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Flexural Behaviors of Damaged Full-Scale Highway Bridge Girder Strengthened by External Post Tension

Author(s): Sayan Sirimontree | Jaruek Teerawong

Journal: American Journal of Engineering and Applied Sciences
ISSN 1941-7020

Volume: 3;
Issue: 4;
Start page: 650;
Date: 2010;
Original page

Keywords: Moment-curvature | degradation | effective flexural rigidity | flexural stiffness | pre-tension | post-tension | external post-tension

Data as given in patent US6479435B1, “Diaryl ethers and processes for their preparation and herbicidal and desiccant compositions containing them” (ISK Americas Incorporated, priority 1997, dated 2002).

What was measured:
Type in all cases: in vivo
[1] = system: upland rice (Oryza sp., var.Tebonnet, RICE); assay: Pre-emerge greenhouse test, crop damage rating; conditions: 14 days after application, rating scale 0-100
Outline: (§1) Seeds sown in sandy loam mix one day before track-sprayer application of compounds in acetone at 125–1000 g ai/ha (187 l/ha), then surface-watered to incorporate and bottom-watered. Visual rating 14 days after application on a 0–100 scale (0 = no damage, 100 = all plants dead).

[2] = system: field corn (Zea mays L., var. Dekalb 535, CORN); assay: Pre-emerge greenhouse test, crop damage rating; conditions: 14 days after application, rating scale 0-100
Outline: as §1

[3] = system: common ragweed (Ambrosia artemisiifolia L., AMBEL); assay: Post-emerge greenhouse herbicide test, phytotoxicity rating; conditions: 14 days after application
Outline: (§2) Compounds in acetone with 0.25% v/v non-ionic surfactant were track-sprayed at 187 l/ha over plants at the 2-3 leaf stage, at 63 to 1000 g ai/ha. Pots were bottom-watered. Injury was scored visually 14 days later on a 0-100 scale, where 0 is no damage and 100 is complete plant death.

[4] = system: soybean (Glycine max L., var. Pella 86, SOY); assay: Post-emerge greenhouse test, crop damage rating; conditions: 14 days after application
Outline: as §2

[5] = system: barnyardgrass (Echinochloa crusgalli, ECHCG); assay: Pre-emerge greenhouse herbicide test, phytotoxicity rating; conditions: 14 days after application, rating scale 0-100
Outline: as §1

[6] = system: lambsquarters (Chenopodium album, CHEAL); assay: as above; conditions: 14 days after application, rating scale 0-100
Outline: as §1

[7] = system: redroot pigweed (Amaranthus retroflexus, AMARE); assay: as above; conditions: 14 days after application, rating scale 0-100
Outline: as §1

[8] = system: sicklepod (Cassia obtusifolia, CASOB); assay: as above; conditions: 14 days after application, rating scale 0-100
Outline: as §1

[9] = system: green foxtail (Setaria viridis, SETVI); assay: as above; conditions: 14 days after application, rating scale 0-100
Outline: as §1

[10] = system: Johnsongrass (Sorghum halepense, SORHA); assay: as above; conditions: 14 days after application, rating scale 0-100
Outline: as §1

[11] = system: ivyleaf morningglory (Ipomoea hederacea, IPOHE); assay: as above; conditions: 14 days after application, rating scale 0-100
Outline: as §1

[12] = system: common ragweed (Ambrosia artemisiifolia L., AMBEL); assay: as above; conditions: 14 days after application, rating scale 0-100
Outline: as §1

Problem statement: Prestressed Concrete (PC) I section girder with Reinforced Concrete (RC) topping slab has been widely applied to long span bridge girders for several years. A bridge girder is subjected to severe conditions caused by an aggressive environment and overloading. A crack can be initiated and propagate when the tensile stress exceeds the tensile strength of concrete due to overloading. Deterioration of the girder may be caused by a wide crack due to corrosion of the reinforcement and other mechanisms. Prestressing force and flexural stiffness (EI) of PC-I section girder are reduced depending on the level of overloading and the corresponding damage. Approach: Full scale tests of Type III AASHTO highway girder with a 20 cm thick RC topping slab were performed to study both the degradation process due to overloading and also the effects of external post-tension in the recovery of structural performance of a damaged highway PC bridge girder. Results: The results showed that degradation, loss of internal prestressing force in the PC-I girder and flexural stiffness of the composite girder depend directly on Damage Index (DI) expressed in terms of permanent deformation. External post tension with three levels of prestressing forces was applied to strengthen the damaged girder to recover its structural performance, flexural stiffness and strength. A simplified analytical model, verified by test results, was developed to predict flexural behaviors, loss of internal prestressing force and flexural stiffness of highway girder due to overloading and also structural performance of the strengthened girder. Conclusion: It was found that the required external prestressing force to effectively recover structural performance of a damaged girder depended directly on the damage index of the girder.
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